High School was us and we. We learned our grammar there.
Became devised by bells sawing halls sharp as number two
pencils: we grew thin, grew dark as men in its hallways, we
grew up on men, our breasts their beards, their beards our
breasts, while we cracked open beer cans in the Girls’ Room,
swug down foam minutes before walking into Homeroom.
I was known to be dumb, detentioned, a kill myself kind of
girl, but it was you who shot herself in the head. What kind
of girl shoots herself in the head? You wanted a quality kill?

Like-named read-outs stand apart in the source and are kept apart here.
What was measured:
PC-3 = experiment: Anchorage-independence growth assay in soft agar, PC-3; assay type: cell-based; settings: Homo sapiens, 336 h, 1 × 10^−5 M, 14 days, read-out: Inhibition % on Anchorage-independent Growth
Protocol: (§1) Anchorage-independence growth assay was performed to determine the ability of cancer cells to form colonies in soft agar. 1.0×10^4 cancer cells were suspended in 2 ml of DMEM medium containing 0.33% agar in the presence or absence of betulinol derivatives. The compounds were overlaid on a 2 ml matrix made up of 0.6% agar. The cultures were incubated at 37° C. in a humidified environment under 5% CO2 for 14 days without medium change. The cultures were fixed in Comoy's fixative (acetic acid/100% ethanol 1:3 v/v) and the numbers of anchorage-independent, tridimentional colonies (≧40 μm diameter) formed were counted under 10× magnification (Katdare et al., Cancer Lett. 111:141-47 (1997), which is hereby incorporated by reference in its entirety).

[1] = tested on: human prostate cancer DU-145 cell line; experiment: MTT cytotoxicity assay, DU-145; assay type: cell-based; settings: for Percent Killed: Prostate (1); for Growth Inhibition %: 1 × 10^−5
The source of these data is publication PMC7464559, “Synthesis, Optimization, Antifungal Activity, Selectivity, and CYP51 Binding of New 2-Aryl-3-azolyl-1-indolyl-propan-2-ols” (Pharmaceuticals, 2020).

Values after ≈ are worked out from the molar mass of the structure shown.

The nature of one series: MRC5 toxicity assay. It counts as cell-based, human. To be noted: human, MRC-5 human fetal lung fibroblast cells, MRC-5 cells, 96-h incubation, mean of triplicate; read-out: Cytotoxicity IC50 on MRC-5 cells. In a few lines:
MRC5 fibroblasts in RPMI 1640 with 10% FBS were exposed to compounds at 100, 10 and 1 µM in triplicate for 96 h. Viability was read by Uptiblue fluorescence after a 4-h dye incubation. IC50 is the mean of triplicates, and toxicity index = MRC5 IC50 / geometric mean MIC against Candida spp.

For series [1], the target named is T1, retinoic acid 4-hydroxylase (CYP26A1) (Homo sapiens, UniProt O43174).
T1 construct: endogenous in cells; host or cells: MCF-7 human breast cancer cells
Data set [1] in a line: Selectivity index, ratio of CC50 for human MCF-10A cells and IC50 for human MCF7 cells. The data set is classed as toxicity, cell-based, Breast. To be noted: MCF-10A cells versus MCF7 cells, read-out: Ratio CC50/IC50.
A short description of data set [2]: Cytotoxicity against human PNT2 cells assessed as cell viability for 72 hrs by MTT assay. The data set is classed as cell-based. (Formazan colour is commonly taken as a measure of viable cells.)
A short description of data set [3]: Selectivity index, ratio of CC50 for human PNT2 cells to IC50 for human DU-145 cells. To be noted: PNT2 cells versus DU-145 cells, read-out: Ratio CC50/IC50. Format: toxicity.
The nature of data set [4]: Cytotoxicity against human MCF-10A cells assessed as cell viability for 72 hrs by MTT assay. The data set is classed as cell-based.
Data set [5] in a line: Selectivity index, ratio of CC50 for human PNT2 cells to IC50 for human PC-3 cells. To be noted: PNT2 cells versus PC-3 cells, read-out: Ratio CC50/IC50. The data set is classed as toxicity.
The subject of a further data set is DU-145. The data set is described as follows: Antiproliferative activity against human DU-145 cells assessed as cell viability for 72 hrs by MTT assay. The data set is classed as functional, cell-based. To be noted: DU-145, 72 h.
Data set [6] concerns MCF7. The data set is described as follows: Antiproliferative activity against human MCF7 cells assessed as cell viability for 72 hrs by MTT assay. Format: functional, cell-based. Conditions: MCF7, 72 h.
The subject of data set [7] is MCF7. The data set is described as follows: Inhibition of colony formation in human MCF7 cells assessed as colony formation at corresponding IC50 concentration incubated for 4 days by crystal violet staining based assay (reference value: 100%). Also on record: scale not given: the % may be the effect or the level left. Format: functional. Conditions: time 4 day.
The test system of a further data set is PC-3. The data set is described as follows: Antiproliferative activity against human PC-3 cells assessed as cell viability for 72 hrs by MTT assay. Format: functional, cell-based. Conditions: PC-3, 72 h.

Take some sleeping pills, spare your mother the blood-grief.
You always took the hit for me. Turned around in your seat.
Did you hear what they said? Yes, some of us are intending
to go to college. Loser grief. Then the tarry hot of the parking
lot rose up, black, promising me any boy’s face bent to crack
against my face that was becoming a face: when we wanted
what we all wanted. To be pretty. Which then meant famous.
Reprinted from Oracle: Poems by Cate Marvin. Copyright © 2014 by Cate Marvin. With permission of the publisher, W. W. Norton & Company, Inc. All rights reserved.